Los Angeles Film Festival 2011
By Don Simpson | July 19, 2011
Writer: Stéphane Lafleur
Starring: Francis La Haye, Michel Daigle, Suzanne Lemoine, Fanny Mallette, Sylvain Marcel
Familiar Ground takes the LAFF 2011 cinema-goers who have seen The Salesman to very familiar territory — the wintry snow-blanketed environs of Quebec — but Familiar Ground abides by a far more quirkier and absurd approach to cinema. Additionally, The Salesman and Familiar Ground both feature a lead character named Maryse and a car crash plays prominently in both stories.
Benoit (Francis La Haye) is frozen in a perpetual state of adolescence residing with his father (Michel Daigle) — his mother died five years ago — in his suburban childhood home. One possibility of snapping Benoit out of his stagnant situation: Nathalie (Suzanne Lemoine), a single mother with whom Benoit is smitten (though his “I Like Girls Who Like Girls” t-shirt sends a different message) and hopes to cohabitate. The main hurdle for this endeavor is Nathalie’s son, who strongly disapproves of Benoit’s presence.
A dinner accented with wayward shards of glass ends in a heated argument with Nathalie. Benoit then takes out his aggression on an unsuspecting snowman and winds up with frostbite. Chapped hands soon become the least of Benoit’s concerns, as a mysterious car salesman (Denis Houle) from the not-so-distant future (September, to be precise) delivers a chilling prophesy of Benoit’s next few months: a blizzard, the death of a relative and a pleasant summer.
All the while, Benoit’s sister, Maryse (Fanny Mallette), and her husband, Alain (Sylvain Marcel), are desperate to sell a backhoe. Winter is not the season for backhoes, so it sits unused in their suburban front yard. Already on edge as the result of a co-worker’s accident at the local paper factory (prompting Maryse’s strange fascination with the preservation of dismembered appendages), Maryse is frustrated by the constant sight of the machine and irrationally decides to rent a car to pick-up a trailer from her family’s cabin in order to haul the backhoe away.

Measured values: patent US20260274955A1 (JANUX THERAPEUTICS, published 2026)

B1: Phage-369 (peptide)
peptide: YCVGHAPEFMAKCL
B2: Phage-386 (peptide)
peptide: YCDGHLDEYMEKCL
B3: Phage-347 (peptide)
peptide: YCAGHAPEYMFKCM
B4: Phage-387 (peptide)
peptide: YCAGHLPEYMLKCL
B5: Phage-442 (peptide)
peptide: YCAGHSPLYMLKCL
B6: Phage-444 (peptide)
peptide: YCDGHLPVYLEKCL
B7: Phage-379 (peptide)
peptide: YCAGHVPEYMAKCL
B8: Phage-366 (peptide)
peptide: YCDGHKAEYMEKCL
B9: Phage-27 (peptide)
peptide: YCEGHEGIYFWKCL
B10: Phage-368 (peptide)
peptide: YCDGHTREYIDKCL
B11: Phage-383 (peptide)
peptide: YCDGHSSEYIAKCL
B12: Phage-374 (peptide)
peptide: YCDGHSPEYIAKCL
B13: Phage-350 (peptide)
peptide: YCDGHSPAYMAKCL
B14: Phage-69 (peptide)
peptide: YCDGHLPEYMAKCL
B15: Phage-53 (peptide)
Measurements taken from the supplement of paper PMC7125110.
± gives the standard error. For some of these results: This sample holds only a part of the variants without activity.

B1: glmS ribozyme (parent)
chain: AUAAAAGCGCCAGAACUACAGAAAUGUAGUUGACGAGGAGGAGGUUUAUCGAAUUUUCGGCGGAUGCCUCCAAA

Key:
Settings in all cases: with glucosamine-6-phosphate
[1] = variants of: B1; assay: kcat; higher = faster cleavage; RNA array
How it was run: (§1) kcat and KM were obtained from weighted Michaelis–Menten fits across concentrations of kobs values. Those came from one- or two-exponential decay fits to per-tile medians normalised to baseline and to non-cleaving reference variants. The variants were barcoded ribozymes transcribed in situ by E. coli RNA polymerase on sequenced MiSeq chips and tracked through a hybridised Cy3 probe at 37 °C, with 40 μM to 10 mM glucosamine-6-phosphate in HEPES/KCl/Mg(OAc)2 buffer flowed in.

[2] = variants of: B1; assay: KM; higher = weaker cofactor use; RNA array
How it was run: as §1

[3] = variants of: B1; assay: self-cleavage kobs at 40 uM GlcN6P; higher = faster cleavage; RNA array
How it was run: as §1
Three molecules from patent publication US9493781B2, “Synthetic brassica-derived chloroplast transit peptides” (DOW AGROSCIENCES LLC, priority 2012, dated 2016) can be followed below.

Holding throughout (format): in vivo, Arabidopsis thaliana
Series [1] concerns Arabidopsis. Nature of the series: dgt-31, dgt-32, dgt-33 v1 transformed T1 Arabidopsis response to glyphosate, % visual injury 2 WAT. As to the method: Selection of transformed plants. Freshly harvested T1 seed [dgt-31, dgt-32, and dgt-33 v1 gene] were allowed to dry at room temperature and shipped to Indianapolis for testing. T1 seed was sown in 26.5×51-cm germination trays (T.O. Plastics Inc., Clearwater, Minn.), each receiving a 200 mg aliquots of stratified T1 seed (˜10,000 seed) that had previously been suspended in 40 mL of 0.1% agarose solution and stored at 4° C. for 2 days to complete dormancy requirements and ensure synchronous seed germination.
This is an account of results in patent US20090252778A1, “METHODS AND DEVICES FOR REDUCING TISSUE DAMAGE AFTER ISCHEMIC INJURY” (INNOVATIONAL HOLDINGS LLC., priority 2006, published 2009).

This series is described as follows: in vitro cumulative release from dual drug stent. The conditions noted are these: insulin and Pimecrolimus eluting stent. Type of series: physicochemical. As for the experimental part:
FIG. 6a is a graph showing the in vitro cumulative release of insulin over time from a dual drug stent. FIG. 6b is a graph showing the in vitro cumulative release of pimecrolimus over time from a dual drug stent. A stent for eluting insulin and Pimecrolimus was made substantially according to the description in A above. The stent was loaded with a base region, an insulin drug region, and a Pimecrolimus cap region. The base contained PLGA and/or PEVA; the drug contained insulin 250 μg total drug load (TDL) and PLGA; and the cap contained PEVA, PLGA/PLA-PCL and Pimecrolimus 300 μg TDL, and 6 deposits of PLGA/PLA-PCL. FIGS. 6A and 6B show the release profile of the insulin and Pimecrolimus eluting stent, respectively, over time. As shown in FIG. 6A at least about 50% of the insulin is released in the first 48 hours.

The news received by Benoit from the future leaves him concerned about Maryse taking the trip to the cabin on her own. Maryse and Benoit have historically not gotten along with each other — they have never even had coffee together — so the sibling road trip will certainly test their familiar bonds and is destined to change the trajectory of their lives.
Once at the cabin, Benoit is incapable of getting the heater to function or find suitable firewood. Benoit’s foibles with his father’s snowmobile provide us with another glimpse of Benoit’s emasculating inadequacies. The siblings venture to a party next door; it is someone’s birthday and fireworks are anticipated, yet Benoit dislikes fireworks almost as much as he hates watching his married sister flirt with guys who use shovels to open their beer bottles.
Writer-director Stéphane Lafleur’s Familiar Ground is a stylistic mash-up of science fiction, absurdly off-kilter humor and the mundanity of everyday reality. The complexity of the tone is exaggerated even further by the eerie electronic score (by Sagor & Swing and We Are Wolves) and it is Lafleur’s knack for odd comedic timing that truly drives the borderline surreal narrative structure of Familiar Ground.
Lafleur’s comedic ingenuity is sublimely highlighted in the opening and closing of Familiar Ground. By listing the character name “L’Homme du futur” (Man from the future) in the film’s opening credits, Lafleur thus spurs our anticipation of the revealing of this ambiguously named character. The closing image of a towering blue blow-up stick figure blowing in the wind while synchronized with an inspired musical choice (“The Bells of the Night” by The Red Army Choirs) spreads a finishing coat of quirkiness on Familiar Ground.